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Now most smaller cars are phased out for medium sized cars and SUVs. Russia is a country of wide avenues and long straight roads often with potholes. Having that in mind buyers tend to choose Jeeps, SUVs and 4 wheel drive vehicles instead
Indeed, time are changed and now especially in these recent open markets people want something new and different of what they were accustomed to see. We have to say anyway that a large part of those middle-class cars, SUVs and 4x4 are used cars imported from the west, with over 200.000 Km (you can often discover them by the plate frame, that most of time is the original)


Quote:
One question I have is why the GDR cars never were common in the USSR.
Probabily cause in USSR the marked was ruled by russian cars as Lada, GAZ or ZAZ, and the production in GDR could barely provide the local market and some foreign countries like Hungary.
In Italy in those years there were some brave dealer who tried to commercialize estern bloc cars. There were really cheap (if a Fiat 500 was already cheap, those were cheaper than it). They imported ZAZ 968 and Skoda 110 but with bad results
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Old May 10th, 2013, 09:27 PM   #636
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Found this one today:
Renault Avantime



This may be common in France, but it's very rare in Russia and especially in Tyumen. I've never thought to see one of them here.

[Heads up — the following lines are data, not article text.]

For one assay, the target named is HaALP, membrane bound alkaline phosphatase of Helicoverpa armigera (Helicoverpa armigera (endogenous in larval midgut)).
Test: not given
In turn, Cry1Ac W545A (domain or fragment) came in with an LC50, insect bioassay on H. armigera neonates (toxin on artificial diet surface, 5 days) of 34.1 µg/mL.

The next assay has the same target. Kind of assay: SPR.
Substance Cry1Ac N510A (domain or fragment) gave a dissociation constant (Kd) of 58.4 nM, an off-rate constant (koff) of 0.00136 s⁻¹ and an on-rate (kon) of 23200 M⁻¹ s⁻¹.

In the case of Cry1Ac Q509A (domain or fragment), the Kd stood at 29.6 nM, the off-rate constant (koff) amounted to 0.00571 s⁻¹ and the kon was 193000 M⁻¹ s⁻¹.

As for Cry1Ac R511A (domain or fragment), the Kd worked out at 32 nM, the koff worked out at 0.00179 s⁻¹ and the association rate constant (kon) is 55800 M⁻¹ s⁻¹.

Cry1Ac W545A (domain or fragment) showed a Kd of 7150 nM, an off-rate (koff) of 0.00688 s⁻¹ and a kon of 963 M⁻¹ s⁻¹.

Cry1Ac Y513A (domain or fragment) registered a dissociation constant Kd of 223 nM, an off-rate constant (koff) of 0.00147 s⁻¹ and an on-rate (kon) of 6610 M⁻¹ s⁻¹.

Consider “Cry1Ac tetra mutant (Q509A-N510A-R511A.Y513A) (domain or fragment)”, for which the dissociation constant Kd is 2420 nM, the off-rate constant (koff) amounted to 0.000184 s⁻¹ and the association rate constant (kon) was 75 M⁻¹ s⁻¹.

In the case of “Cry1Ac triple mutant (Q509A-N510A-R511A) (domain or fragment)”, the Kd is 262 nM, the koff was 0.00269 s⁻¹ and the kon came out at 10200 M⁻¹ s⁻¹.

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Old May 11th, 2013, 06:43 AM   #637
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Found this one today:
Renault Avantime

This may be common in France, but it's very rare in Russia and especially in Tyumen. I've never thought to see one of them here.
The Avantime was never marketed in Sweden, not the Vel Satis either. These cars along with the Citroen C6 and other top of the line french cars are only popular in France if even there.

If you want to spend big money on a car you will better buy a MB or a BMW. Both Renault and Citroen are brands that quickly lose value as second hand cars.

The C6 was sold here but it's rare and a car you raise eyebrows for. I think it scares away buyers because it has a odd design and a very complicated construction.


Actually I saw a Vel Satis today.

Vel Satis in Mantorp, Sweden

Last edited by NordikNerd; May 11th, 2013 at 06:03 PM.
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Old May 12th, 2013, 04:37 AM   #638
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A rare sight in the Houston Texas area. And I am lucky to own the one on the right. 1972 240 on left, 1972 220D on right.


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Old May 12th, 2013, 04:54 AM   #639
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I'm sure I saw this in my previous life. I'm sure they are "quite" rare today.

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Old May 12th, 2013, 08:14 AM   #640
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A rare sight in the Houston Texas area. And I am lucky to own the one on the right. 1972 240 on left, 1972 220D on right.
Great car, very common when I grew up. Not ultra rare today either. I always liked the US-version headlights of MB. They look more exclusive than the original ones. Also Volvo 240 US double headlights were considered more upscale and some entusiasts imported these to put on their cars to add that luxurious apperance.